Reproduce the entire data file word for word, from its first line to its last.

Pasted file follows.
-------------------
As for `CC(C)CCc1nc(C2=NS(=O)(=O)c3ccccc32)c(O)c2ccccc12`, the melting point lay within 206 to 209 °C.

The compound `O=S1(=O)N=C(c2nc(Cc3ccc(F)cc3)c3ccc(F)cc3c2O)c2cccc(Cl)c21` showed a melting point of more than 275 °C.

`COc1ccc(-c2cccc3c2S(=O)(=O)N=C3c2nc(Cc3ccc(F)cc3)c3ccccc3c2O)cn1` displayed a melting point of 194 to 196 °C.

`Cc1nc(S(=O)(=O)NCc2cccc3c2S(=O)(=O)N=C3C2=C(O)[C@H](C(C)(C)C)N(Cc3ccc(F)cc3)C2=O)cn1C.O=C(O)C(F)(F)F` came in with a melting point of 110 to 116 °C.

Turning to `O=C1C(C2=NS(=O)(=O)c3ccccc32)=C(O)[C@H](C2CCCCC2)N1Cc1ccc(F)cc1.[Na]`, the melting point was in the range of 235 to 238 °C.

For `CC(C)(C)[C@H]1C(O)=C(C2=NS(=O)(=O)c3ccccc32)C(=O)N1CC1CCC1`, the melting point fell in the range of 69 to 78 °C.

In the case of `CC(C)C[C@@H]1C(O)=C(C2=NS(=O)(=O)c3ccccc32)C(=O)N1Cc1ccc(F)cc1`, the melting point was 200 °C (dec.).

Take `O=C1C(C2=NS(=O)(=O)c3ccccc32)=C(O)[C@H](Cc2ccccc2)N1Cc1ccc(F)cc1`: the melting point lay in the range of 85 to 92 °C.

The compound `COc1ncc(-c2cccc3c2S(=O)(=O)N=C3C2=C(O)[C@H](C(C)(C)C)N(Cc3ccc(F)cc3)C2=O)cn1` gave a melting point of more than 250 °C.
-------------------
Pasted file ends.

As for `CC(C)CCc1nc(C2=NS(=O)(=O)c3ccccc32)c(O)c2ccccc12`, the melting point lay within 206 to 209 °C.

The compound `O=S1(=O)N=C(c2nc(Cc3ccc(F)cc3)c3ccc(F)cc3c2O)c2cccc(Cl)c21` showed a melting point of more than 275 °C.

`COc1ccc(-c2cccc3c2S(=O)(=O)N=C3c2nc(Cc3ccc(F)cc3)c3ccccc3c2O)cn1` displayed a melting point of 194 to 196 °C.

`Cc1nc(S(=O)(=O)NCc2cccc3c2S(=O)(=O)N=C3C2=C(O)[C@H](C(C)(C)C)N(Cc3ccc(F)cc3)C2=O)cn1C.O=C(O)C(F)(F)F` came in with a melting point of 110 to 116 °C.

Turning to `O=C1C(C2=NS(=O)(=O)c3ccccc32)=C(O)[C@H](C2CCCCC2)N1Cc1ccc(F)cc1.[Na]`, the melting point was in the range of 235 to 238 °C.

For `CC(C)(C)[C@H]1C(O)=C(C2=NS(=O)(=O)c3ccccc32)C(=O)N1CC1CCC1`, the melting point fell in the range of 69 to 78 °C.

In the case of `CC(C)C[C@@H]1C(O)=C(C2=NS(=O)(=O)c3ccccc32)C(=O)N1Cc1ccc(F)cc1`, the melting point was 200 °C (dec.).

Take `O=C1C(C2=NS(=O)(=O)c3ccccc32)=C(O)[C@H](Cc2ccccc2)N1Cc1ccc(F)cc1`: the melting point lay in the range of 85 to 92 °C.

The compound `COc1ncc(-c2cccc3c2S(=O)(=O)N=C3C2=C(O)[C@H](C(C)(C)C)N(Cc3ccc(F)cc3)C2=O)cn1` gave a melting point of more than 250 °C.